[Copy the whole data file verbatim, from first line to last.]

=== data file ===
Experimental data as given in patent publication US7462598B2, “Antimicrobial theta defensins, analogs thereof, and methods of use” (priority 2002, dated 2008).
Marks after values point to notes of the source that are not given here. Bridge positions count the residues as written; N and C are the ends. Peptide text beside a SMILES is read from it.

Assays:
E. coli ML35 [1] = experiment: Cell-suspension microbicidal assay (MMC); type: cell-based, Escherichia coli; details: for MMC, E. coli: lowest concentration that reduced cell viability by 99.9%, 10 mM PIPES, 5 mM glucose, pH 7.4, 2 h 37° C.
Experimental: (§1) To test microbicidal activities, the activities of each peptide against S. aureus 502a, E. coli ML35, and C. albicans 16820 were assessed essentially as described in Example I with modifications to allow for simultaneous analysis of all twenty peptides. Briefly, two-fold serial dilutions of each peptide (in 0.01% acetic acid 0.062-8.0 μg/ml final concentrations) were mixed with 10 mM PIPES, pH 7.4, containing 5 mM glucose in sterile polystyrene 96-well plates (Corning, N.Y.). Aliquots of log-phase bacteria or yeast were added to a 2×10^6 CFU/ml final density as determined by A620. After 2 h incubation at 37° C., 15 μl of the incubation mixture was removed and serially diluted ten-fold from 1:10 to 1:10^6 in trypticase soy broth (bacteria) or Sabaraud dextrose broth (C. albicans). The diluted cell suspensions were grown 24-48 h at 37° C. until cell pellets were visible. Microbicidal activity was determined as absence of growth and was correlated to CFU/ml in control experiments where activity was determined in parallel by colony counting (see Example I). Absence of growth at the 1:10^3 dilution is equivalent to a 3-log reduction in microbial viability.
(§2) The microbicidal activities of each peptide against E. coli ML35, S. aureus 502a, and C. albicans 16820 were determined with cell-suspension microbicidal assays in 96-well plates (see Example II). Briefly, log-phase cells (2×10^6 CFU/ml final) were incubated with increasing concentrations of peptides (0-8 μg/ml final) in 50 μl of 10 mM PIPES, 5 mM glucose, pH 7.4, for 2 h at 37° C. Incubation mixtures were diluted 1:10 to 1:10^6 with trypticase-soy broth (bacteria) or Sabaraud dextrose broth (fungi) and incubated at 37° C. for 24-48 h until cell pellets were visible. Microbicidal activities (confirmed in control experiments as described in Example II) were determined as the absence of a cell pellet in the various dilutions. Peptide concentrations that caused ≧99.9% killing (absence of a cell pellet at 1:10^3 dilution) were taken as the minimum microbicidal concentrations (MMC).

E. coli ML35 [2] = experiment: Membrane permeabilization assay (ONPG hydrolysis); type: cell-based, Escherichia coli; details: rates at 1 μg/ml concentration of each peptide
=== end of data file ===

Experimental data as given in patent publication US7462598B2, “Antimicrobial theta defensins, analogs thereof, and methods of use” (priority 2002, dated 2008).
Marks after values point to notes of the source that are not given here. Bridge positions count the residues as written; N and C are the ends. Peptide text beside a SMILES is read from it.

Assays:
E. coli ML35 [1] = experiment: Cell-suspension microbicidal assay (MMC); type: cell-based, Escherichia coli; details: for MMC, E. coli: lowest concentration that reduced cell viability by 99.9%, 10 mM PIPES, 5 mM glucose, pH 7.4, 2 h 37° C.
Experimental: (§1) To test microbicidal activities, the activities of each peptide against S. aureus 502a, E. coli ML35, and C. albicans 16820 were assessed essentially as described in Example I with modifications to allow for simultaneous analysis of all twenty peptides. Briefly, two-fold serial dilutions of each peptide (in 0.01% acetic acid 0.062-8.0 μg/ml final concentrations) were mixed with 10 mM PIPES, pH 7.4, containing 5 mM glucose in sterile polystyrene 96-well plates (Corning, N.Y.). Aliquots of log-phase bacteria or yeast were added to a 2×10^6 CFU/ml final density as determined by A620. After 2 h incubation at 37° C., 15 μl of the incubation mixture was removed and serially diluted ten-fold from 1:10 to 1:10^6 in trypticase soy broth (bacteria) or Sabaraud dextrose broth (C. albicans). The diluted cell suspensions were grown 24-48 h at 37° C. until cell pellets were visible. Microbicidal activity was determined as absence of growth and was correlated to CFU/ml in control experiments where activity was determined in parallel by colony counting (see Example I). Absence of growth at the 1:10^3 dilution is equivalent to a 3-log reduction in microbial viability.
(§2) The microbicidal activities of each peptide against E. coli ML35, S. aureus 502a, and C. albicans 16820 were determined with cell-suspension microbicidal assays in 96-well plates (see Example II). Briefly, log-phase cells (2×10^6 CFU/ml final) were incubated with increasing concentrations of peptides (0-8 μg/ml final) in 50 μl of 10 mM PIPES, 5 mM glucose, pH 7.4, for 2 h at 37° C. Incubation mixtures were diluted 1:10 to 1:10^6 with trypticase-soy broth (bacteria) or Sabaraud dextrose broth (fungi) and incubated at 37° C. for 24-48 h until cell pellets were visible. Microbicidal activities (confirmed in control experiments as described in Example II) were determined as the absence of a cell pellet in the various dilutions. Peptide concentrations that caused ≧99.9% killing (absence of a cell pellet at 1:10^3 dilution) were taken as the minimum microbicidal concentrations (MMC).

E. coli ML35 [2] = experiment: Membrane permeabilization assay (ONPG hydrolysis); type: cell-based, Escherichia coli; details: rates at 1 μg/ml concentration of each peptide